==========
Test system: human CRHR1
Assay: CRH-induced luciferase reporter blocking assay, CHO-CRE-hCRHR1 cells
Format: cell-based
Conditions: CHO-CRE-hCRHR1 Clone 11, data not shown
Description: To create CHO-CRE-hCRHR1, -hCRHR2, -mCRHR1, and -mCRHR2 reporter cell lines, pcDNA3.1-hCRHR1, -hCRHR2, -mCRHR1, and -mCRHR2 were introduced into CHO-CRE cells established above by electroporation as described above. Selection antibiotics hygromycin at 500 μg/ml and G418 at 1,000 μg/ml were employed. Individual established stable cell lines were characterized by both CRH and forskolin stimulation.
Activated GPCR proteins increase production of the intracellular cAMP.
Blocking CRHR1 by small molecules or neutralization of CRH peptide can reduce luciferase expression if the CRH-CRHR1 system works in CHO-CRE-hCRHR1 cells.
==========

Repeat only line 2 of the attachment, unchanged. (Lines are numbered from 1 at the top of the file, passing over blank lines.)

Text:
Assay: CRH-induced luciferase reporter blocking assay, CHO-CRE-hCRHR1 cells